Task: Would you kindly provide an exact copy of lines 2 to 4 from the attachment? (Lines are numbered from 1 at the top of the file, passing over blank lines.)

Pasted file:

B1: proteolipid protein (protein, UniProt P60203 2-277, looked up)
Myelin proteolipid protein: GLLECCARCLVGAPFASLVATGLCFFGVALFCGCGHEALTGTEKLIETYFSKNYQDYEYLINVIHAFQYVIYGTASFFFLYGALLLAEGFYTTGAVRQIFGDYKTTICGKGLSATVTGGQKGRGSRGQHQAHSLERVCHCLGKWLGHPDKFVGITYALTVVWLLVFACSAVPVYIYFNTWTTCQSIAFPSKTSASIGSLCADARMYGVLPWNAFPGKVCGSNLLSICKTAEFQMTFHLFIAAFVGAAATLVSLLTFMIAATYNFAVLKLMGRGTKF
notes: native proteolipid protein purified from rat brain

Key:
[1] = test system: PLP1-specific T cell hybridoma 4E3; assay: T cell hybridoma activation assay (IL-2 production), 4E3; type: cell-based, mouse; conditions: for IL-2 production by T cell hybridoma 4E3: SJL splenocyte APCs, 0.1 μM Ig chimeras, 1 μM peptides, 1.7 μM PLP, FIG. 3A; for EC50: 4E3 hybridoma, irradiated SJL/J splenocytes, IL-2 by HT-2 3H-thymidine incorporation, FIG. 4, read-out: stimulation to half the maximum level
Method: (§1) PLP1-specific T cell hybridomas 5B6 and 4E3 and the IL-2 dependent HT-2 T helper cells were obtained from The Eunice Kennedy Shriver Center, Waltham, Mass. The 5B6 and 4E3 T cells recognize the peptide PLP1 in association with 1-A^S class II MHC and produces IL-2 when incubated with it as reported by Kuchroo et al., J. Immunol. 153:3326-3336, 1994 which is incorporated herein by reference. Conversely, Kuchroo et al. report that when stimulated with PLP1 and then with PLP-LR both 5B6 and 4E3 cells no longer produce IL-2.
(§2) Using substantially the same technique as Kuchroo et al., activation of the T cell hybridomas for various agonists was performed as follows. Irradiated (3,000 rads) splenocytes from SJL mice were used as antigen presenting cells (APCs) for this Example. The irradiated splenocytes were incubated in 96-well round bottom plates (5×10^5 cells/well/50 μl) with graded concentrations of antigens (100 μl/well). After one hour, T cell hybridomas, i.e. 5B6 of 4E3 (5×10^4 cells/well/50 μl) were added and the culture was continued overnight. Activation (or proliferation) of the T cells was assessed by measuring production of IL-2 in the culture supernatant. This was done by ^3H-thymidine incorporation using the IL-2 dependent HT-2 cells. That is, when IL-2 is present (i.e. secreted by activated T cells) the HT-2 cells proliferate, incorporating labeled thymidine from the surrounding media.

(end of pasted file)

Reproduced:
Myelin proteolipid protein: GLLECCARCLVGAPFASLVATGLCFFGVALFCGCGHEALTGTEKLIETYFSKNYQDYEYLINVIHAFQYVIYGTASFFFLYGALLLAEGFYTTGAVRQIFGDYKTTICGKGLSATVTGGQKGRGSRGQHQAHSLERVCHCLGKWLGHPDKFVGITYALTVVWLLVFACSAVPVYIYFNTWTTCQSIAFPSKTSASIGSLCADARMYGVLPWNAFPGKVCGSNLLSICKTAEFQMTFHLFIAAFVGAAATLVSLLTFMIAATYNFAVLKLMGRGTKF
notes: native proteolipid protein purified from rat brain

Key: